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Guidelines on Preclinical studies in ALS
The 142nd ENMC International Workshop on “Preclinical Studies in ALS” organized by Caterina Bendotti (Milano) and Albert Ludolph (Ulm) was held in Naarden, Holland on March 24 - 26, 2006. Nineteen scientists from Europe, Israel and the U.S. participated in the workshop and discussed and established “Guidelines for the conduct of preclinical and proof of concept studies in ALS/MND models”.
The group decided to develop guidelines
I. since they felt that a number of current drug-finding studies in preclinical ALS/MND research are found to be unreliable by many in the field. The guidelines are developed to improve the methodology and the quality of the studies and consequently save resources for both, preclinical and clinical studies.
II. It was decided to consider “proof of concept” and “preclinical studies” separately. Aproof of concept study has the goal to elucidate the mechanism of the disease, may it be biochemical or physiological. Such a study may use a drug as an investigational tool. A preclinical study has the primary goal to develop a drug for use in humans; for these studies higher methodological standards must be met.
III. The group expressed the opinion that the current disease models are not satisfying since they only represent selected etiological factors of ALS/MND. On the other hand the presence of transgenic disease models represents a unique advantage for the field to further develop long-awaited preclinical and clinical therapeutic strategies for this devastating disease. The group agreed that a major justification for the use of these disease models exists: they mirror important aspects of the pattern of vulnerability of ALS/MND.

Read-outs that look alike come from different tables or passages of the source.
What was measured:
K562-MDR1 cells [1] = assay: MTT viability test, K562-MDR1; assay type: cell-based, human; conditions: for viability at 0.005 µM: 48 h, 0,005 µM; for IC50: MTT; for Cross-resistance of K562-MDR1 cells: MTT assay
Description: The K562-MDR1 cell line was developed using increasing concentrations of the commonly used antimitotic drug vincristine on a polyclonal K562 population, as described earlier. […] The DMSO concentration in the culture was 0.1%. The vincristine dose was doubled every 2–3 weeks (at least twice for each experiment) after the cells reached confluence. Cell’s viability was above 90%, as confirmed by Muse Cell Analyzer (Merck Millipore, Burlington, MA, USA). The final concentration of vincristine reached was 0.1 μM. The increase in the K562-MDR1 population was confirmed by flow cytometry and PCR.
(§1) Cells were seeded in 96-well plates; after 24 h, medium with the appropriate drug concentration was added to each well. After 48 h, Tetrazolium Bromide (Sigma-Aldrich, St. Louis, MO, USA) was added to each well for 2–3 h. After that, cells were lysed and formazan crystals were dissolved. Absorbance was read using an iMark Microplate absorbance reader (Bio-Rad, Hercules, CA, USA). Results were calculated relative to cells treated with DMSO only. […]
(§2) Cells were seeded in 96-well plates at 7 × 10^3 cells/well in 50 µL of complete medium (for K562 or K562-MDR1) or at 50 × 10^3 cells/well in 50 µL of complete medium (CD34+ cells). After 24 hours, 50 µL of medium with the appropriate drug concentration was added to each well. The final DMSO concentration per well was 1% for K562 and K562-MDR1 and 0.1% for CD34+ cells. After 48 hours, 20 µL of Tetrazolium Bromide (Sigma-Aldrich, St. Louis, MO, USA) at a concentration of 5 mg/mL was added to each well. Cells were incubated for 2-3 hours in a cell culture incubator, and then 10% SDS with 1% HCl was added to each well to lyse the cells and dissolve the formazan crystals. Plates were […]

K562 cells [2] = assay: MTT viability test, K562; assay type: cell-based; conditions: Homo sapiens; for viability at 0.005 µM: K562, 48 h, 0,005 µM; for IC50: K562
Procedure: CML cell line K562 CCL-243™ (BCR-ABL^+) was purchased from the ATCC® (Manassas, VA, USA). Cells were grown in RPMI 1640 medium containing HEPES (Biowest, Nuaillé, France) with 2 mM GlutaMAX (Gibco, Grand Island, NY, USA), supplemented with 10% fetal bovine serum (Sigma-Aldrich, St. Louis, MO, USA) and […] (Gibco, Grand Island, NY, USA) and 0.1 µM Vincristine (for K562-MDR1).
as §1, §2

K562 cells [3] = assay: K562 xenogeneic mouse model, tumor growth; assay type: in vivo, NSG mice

The group agreed that it was the goal of the workshop that guidelines were developed in order to improve quality of the work without restricting individual groups without major resources. During the workshop the work was successfully completely and a draft consensus paper describing the guidelines for both proof of concept andpreclinical studies was developed and agreed on. Based on the draft, a full report will be written by the organizers, distributed to the participants of the workshop and discussed within the scientific ALS/MND community. Eventually the report will be published in a scientific journal which is widely read by the members of this community.
In a final effort, unmet needs of translational research (“mice to men”) were identified and suggestions were made to resolve these issues by individual working groups representing the necessary expertise.